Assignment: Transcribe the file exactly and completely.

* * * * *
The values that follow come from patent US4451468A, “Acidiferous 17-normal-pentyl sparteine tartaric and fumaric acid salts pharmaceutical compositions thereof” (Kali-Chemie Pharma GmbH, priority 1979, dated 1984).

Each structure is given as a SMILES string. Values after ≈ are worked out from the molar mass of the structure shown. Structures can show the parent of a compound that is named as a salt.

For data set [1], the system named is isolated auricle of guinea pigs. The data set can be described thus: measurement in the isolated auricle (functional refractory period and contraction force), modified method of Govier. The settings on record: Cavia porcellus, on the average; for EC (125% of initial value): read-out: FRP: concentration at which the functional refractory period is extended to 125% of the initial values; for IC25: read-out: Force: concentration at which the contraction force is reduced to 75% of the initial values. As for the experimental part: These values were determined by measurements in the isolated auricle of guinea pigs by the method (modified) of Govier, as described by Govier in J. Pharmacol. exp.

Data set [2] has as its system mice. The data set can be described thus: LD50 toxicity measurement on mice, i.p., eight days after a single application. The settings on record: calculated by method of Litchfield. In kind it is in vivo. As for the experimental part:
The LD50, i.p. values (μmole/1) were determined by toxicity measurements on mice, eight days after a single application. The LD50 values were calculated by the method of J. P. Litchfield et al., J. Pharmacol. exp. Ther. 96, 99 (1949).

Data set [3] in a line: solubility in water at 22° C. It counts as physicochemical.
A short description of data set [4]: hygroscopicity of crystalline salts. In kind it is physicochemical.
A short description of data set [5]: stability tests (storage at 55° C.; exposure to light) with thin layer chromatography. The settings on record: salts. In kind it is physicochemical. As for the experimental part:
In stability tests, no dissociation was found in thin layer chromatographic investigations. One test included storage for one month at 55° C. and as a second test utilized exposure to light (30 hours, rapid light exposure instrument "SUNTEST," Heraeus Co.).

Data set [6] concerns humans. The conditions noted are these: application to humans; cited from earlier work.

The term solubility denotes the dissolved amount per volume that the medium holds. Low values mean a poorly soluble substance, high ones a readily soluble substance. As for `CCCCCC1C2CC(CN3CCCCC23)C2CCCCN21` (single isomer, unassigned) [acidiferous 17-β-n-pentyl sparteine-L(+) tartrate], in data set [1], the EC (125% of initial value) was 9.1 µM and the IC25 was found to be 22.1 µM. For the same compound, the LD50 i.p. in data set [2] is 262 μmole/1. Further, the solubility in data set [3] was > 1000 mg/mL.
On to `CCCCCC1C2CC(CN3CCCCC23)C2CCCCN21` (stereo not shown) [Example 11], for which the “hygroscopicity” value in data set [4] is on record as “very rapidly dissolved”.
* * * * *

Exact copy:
The values that follow come from patent US4451468A, “Acidiferous 17-normal-pentyl sparteine tartaric and fumaric acid salts pharmaceutical compositions thereof” (Kali-Chemie Pharma GmbH, priority 1979, dated 1984).

Each structure is given as a SMILES string. Values after ≈ are worked out from the molar mass of the structure shown. Structures can show the parent of a compound that is named as a salt.

For data set [1], the system named is isolated auricle of guinea pigs. The data set can be described thus: measurement in the isolated auricle (functional refractory period and contraction force), modified method of Govier. The settings on record: Cavia porcellus, on the average; for EC (125% of initial value): read-out: FRP: concentration at which the functional refractory period is extended to 125% of the initial values; for IC25: read-out: Force: concentration at which the contraction force is reduced to 75% of the initial values. As for the experimental part: These values were determined by measurements in the isolated auricle of guinea pigs by the method (modified) of Govier, as described by Govier in J. Pharmacol. exp.

Data set [2] has as its system mice. The data set can be described thus: LD50 toxicity measurement on mice, i.p., eight days after a single application. The settings on record: calculated by method of Litchfield. In kind it is in vivo. As for the experimental part:
The LD50, i.p. values (μmole/1) were determined by toxicity measurements on mice, eight days after a single application. The LD50 values were calculated by the method of J. P. Litchfield et al., J. Pharmacol. exp. Ther. 96, 99 (1949).

Data set [3] in a line: solubility in water at 22° C. It counts as physicochemical.
A short description of data set [4]: hygroscopicity of crystalline salts. In kind it is physicochemical.
A short description of data set [5]: stability tests (storage at 55° C.; exposure to light) with thin layer chromatography. The settings on record: salts. In kind it is physicochemical. As for the experimental part:
In stability tests, no dissociation was found in thin layer chromatographic investigations. One test included storage for one month at 55° C. and as a second test utilized exposure to light (30 hours, rapid light exposure instrument "SUNTEST," Heraeus Co.).

Data set [6] concerns humans. The conditions noted are these: application to humans; cited from earlier work.

The term solubility denotes the dissolved amount per volume that the medium holds. Low values mean a poorly soluble substance, high ones a readily soluble substance. As for `CCCCCC1C2CC(CN3CCCCC23)C2CCCCN21` (single isomer, unassigned) [acidiferous 17-β-n-pentyl sparteine-L(+) tartrate], in data set [1], the EC (125% of initial value) was 9.1 µM and the IC25 was found to be 22.1 µM. For the same compound, the LD50 i.p. in data set [2] is 262 μmole/1. Further, the solubility in data set [3] was > 1000 mg/mL.
On to `CCCCCC1C2CC(CN3CCCCC23)C2CCCCN21` (stereo not shown) [Example 11], for which the “hygroscopicity” value in data set [4] is on record as “very rapidly dissolved”.